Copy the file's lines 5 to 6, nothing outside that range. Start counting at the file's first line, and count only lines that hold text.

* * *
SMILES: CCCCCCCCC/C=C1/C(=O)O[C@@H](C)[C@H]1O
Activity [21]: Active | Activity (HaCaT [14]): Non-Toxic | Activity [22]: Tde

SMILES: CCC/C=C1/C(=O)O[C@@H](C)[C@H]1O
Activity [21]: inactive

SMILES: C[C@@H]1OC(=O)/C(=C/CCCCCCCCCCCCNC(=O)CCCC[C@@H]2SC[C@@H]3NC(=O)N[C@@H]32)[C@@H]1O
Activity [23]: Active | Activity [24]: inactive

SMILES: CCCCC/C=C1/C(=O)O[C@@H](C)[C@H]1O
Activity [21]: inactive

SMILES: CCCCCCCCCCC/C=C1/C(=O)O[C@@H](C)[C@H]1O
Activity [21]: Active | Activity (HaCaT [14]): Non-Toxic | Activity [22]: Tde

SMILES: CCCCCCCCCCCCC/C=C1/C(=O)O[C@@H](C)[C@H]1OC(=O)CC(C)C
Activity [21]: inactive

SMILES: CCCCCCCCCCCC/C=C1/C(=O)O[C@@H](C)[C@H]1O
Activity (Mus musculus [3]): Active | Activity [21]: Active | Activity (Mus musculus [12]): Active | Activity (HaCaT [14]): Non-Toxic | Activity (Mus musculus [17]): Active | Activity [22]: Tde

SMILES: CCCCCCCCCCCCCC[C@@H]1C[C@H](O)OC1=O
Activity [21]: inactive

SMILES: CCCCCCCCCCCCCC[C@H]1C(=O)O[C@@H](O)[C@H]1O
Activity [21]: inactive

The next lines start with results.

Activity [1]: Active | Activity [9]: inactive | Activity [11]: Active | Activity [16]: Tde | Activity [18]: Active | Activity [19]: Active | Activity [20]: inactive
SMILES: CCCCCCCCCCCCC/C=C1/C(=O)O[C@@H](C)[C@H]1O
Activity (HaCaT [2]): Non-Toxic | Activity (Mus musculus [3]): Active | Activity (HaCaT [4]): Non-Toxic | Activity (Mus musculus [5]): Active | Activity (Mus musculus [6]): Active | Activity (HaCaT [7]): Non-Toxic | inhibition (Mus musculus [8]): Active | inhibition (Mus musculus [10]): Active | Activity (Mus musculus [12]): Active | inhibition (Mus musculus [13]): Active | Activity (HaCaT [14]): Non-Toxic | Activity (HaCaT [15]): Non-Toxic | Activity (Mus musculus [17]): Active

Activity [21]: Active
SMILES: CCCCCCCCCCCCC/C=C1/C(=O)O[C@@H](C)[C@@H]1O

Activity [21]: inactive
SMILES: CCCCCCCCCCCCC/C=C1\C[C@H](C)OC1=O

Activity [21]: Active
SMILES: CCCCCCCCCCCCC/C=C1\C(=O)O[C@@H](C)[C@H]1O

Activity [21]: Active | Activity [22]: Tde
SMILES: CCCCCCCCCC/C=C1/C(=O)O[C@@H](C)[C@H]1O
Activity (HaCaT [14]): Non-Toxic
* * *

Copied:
SMILES: C[C@@H]1OC(=O)/C(=C/CCCCCCCCCCCCNC(=O)CCCC[C@@H]2SC[C@@H]3NC(=O)N[C@@H]32)[C@@H]1O
Activity [23]: Active | Activity [24]: inactive